- BIO 451/551: Cell Biotechnology Laboratory (4)
- BIO 465/598: Neurophysiology (3)
- BIO 515: Science, Technology and Public Affairs (3)
- NEU/BIO 598: Neural Development (3)
- MCB 555: Advanced Molecular and Cellular Biology (3)
- BIO 543: Molecular Genetics and Genomics (3)
- NEU 598: Neurodegenerative Disorders of the Aging Brain (3)
- NEU 598: Genetics and Genomics of Behavior (3)
- NEU 591: Biotechnology Viruses as Tools (3)
- NEU 591: Data Analysis and Visualization in R (3)
- BIO 514: Statistical Models for Biology (4)
School of Mathematical and Statistical Sciences
- APM 530: Mathematical Cell Physiology (3)
- APM 531: Mathematical Neuroscience I (3)
- APM 532: Mathematical Neuroscience II (3)
Department of Psychology
- PSY 591: Neuroanatomy (4)
- PSY 528: Sensation and Perception (3)
- PSY 591: Neurobiology of Learning and Memory (3)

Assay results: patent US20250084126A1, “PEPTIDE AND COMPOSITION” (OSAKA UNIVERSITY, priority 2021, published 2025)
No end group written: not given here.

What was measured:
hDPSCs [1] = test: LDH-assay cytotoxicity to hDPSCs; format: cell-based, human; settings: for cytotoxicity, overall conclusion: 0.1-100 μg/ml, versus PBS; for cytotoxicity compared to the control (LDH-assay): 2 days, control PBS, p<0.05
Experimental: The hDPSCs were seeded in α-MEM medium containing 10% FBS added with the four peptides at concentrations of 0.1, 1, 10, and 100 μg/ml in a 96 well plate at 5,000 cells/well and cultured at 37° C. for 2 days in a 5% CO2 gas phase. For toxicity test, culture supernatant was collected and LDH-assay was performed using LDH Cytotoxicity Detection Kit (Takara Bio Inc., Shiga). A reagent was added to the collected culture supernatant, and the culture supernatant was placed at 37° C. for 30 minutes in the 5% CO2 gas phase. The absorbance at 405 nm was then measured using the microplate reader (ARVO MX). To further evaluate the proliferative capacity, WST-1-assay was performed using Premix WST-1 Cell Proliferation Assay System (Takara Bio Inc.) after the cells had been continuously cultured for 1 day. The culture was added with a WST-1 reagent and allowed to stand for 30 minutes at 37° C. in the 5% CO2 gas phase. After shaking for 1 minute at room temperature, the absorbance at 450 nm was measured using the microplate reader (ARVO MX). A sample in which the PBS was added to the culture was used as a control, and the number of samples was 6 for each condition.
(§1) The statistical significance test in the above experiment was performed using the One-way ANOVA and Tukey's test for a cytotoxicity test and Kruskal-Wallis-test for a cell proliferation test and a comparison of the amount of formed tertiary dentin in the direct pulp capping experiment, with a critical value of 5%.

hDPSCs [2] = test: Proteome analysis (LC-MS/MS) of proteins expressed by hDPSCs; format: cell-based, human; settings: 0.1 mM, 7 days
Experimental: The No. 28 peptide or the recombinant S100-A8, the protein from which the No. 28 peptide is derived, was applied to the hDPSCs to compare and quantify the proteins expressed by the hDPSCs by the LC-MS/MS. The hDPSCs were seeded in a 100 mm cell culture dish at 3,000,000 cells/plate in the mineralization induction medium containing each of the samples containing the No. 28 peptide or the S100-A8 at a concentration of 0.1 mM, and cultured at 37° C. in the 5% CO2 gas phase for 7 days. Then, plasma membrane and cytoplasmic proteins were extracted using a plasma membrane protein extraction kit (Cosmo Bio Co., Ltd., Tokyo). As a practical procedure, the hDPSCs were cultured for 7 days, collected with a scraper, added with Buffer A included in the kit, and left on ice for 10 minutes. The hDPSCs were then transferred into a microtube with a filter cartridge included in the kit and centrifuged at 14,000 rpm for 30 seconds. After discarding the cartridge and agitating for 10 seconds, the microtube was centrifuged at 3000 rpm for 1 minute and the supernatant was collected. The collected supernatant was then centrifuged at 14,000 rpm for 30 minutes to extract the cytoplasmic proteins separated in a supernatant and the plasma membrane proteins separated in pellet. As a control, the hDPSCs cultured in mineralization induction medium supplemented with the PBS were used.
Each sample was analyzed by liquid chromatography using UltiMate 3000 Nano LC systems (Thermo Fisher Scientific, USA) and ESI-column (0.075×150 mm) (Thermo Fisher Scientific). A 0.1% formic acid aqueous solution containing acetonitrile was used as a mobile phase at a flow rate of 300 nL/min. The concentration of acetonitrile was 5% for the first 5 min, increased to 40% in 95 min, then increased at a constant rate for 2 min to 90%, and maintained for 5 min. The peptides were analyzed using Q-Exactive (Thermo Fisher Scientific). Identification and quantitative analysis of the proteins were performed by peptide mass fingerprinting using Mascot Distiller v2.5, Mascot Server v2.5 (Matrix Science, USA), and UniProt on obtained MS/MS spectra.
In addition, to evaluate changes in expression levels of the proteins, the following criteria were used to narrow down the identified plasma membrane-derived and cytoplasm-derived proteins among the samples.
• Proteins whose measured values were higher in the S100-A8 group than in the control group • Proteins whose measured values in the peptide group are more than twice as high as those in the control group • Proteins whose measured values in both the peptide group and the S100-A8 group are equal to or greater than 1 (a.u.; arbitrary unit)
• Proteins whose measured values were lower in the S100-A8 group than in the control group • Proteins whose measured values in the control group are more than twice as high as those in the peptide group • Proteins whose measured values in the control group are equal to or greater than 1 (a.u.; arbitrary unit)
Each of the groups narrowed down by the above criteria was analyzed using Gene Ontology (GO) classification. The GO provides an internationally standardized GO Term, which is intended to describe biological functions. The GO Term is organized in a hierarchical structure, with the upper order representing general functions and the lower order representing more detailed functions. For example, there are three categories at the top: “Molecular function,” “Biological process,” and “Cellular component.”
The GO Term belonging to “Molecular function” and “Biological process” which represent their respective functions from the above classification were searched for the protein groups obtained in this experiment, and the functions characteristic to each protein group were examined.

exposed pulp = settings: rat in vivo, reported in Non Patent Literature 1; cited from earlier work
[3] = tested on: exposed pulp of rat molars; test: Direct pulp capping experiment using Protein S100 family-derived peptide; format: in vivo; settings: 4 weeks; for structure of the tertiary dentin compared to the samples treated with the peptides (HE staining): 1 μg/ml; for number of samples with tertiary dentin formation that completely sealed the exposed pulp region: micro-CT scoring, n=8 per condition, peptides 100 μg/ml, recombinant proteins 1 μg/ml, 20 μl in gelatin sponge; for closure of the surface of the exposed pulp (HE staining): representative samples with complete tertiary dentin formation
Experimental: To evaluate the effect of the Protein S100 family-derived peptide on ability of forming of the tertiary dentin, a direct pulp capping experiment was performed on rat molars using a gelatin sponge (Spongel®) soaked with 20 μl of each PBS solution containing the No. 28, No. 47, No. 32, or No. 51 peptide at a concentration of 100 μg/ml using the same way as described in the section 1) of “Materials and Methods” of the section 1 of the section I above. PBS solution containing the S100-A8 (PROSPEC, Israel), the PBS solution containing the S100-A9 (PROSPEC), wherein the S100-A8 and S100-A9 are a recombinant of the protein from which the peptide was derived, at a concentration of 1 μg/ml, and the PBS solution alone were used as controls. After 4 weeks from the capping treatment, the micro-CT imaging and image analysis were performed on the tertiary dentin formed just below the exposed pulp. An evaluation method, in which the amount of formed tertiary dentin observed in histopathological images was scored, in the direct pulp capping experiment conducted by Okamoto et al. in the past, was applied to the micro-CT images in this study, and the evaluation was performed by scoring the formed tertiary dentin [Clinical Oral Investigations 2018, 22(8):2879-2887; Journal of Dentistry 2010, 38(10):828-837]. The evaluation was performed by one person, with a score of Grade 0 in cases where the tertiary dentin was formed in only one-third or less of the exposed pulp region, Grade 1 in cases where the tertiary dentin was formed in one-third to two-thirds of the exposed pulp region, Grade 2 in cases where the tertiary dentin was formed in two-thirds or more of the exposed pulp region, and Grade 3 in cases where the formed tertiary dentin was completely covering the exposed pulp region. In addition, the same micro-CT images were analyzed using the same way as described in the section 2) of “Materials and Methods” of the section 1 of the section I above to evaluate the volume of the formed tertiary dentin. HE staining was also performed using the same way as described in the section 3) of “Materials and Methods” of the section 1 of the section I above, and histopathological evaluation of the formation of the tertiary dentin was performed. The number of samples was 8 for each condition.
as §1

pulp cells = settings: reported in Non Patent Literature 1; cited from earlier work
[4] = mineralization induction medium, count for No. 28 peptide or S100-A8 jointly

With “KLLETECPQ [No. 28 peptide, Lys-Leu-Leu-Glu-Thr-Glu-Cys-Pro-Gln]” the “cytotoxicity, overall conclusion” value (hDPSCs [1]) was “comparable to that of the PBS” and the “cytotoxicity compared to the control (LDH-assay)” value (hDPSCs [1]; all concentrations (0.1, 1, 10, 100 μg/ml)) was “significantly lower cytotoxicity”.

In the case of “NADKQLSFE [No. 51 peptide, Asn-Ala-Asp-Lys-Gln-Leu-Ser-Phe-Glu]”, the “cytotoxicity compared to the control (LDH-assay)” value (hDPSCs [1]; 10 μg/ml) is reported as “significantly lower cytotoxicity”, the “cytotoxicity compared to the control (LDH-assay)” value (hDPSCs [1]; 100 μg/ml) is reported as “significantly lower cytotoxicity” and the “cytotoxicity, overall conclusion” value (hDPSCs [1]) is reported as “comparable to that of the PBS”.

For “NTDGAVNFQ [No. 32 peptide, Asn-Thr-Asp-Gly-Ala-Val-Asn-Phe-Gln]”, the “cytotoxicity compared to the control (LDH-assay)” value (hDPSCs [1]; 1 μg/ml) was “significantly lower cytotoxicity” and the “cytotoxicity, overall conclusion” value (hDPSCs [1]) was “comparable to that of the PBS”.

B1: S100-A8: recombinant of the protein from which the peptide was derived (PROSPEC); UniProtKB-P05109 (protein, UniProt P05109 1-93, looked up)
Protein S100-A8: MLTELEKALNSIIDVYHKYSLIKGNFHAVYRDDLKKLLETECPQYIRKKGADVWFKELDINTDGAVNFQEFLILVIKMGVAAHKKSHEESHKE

- PSY 591: Neuropsychopharmacology (3)
- PSY/NEU 598: Visual Cognitive Neuroscience (3)
- PSY 591: Neuroscience of Attention (3)
- PSY 591: Behavioral Neuroscience of Women's Health (3)
- PSY 591: Advanced Neurobiology of Cognition (3)
- NEU 598: Brain and Emotion (3)
Department of Speech and Hearing Science
- SHS 513 Neurophysiology of the Auditory System (3)
- SHS 519 Auditory Pathologies and Disorders (3)
- SHS 545 Speech Perception by the Hearing Impaired (2)
- SHS 567: Neural Bases of Communication Disorders (3)
- SHS 575: Aphasia and Related Neurogenic Language Disorders (3)
- SHS 576: Neuromotor Speech Disorders (3)
At a Glance: program details
- Location: Tempe campus
- Additional Program Fee: No
- Second Language Requirement: No
The program’s interdisciplinary faculty consists of people from various schools and departments at ASU, and from outside organizations. Therefore, some faculty members are not physically located on any of the ASU campuses.